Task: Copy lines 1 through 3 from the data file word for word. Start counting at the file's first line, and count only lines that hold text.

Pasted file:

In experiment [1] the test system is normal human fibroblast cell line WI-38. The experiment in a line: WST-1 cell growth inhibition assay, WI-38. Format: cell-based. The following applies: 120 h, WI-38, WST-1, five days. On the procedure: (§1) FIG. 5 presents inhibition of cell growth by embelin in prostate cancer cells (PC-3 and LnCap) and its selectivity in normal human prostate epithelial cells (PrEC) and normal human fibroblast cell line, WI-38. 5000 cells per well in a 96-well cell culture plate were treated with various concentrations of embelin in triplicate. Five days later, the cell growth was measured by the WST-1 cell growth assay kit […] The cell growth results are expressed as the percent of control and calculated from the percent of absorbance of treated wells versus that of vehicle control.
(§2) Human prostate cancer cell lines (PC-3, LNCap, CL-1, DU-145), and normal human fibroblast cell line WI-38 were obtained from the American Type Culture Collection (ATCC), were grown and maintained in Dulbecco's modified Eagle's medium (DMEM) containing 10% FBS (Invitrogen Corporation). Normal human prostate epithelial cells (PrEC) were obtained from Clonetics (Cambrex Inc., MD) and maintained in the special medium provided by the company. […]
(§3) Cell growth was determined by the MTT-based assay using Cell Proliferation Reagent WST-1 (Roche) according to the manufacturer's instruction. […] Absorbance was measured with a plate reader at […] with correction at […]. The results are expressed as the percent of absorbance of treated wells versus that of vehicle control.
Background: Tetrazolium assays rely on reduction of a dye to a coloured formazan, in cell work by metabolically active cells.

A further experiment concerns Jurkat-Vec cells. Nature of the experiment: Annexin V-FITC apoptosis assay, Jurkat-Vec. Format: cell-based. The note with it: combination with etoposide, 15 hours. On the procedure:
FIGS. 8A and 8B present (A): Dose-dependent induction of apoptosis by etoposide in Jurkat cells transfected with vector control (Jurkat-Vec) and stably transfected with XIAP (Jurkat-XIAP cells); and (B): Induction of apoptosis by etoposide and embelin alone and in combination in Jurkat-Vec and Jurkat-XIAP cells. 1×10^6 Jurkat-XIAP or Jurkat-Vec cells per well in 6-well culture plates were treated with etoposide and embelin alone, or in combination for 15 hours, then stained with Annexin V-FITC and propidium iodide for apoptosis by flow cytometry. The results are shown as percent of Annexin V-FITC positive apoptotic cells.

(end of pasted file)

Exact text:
In experiment [1] the test system is normal human fibroblast cell line WI-38. The experiment in a line: WST-1 cell growth inhibition assay, WI-38. Format: cell-based. The following applies: 120 h, WI-38, WST-1, five days. On the procedure: (§1) FIG. 5 presents inhibition of cell growth by embelin in prostate cancer cells (PC-3 and LnCap) and its selectivity in normal human prostate epithelial cells (PrEC) and normal human fibroblast cell line, WI-38. 5000 cells per well in a 96-well cell culture plate were treated with various concentrations of embelin in triplicate. Five days later, the cell growth was measured by the WST-1 cell growth assay kit […] The cell growth results are expressed as the percent of control and calculated from the percent of absorbance of treated wells versus that of vehicle control.
(§2) Human prostate cancer cell lines (PC-3, LNCap, CL-1, DU-145), and normal human fibroblast cell line WI-38 were obtained from the American Type Culture Collection (ATCC), were grown and maintained in Dulbecco's modified Eagle's medium (DMEM) containing 10% FBS (Invitrogen Corporation). Normal human prostate epithelial cells (PrEC) were obtained from Clonetics (Cambrex Inc., MD) and maintained in the special medium provided by the company. […]
(§3) Cell growth was determined by the MTT-based assay using Cell Proliferation Reagent WST-1 (Roche) according to the manufacturer's instruction. […] Absorbance was measured with a plate reader at […] with correction at […]. The results are expressed as the percent of absorbance of treated wells versus that of vehicle control.